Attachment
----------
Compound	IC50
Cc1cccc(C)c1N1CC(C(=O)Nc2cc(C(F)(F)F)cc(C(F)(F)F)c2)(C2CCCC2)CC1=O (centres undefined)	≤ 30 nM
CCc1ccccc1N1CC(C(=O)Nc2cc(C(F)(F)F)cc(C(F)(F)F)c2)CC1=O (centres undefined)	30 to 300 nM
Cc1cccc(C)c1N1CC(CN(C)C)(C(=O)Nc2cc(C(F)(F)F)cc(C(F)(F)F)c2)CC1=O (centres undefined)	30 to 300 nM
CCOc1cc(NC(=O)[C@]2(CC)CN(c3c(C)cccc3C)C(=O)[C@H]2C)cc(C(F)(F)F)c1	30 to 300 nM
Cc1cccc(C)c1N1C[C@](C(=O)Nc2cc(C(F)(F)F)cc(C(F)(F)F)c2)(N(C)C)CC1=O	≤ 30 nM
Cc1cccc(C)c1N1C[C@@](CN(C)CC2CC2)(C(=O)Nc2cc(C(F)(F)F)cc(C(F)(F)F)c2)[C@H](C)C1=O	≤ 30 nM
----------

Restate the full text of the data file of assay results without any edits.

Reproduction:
Compound	IC50
Cc1cccc(C)c1N1CC(C(=O)Nc2cc(C(F)(F)F)cc(C(F)(F)F)c2)(C2CCCC2)CC1=O (centres undefined)	≤ 30 nM
CCc1ccccc1N1CC(C(=O)Nc2cc(C(F)(F)F)cc(C(F)(F)F)c2)CC1=O (centres undefined)	30 to 300 nM
Cc1cccc(C)c1N1CC(CN(C)C)(C(=O)Nc2cc(C(F)(F)F)cc(C(F)(F)F)c2)CC1=O (centres undefined)	30 to 300 nM
CCOc1cc(NC(=O)[C@]2(CC)CN(c3c(C)cccc3C)C(=O)[C@H]2C)cc(C(F)(F)F)c1	30 to 300 nM
Cc1cccc(C)c1N1C[C@](C(=O)Nc2cc(C(F)(F)F)cc(C(F)(F)F)c2)(N(C)C)CC1=O	≤ 30 nM
Cc1cccc(C)c1N1C[C@@](CN(C)CC2CC2)(C(=O)Nc2cc(C(F)(F)F)cc(C(F)(F)F)c2)[C@H](C)C1=O	≤ 30 nM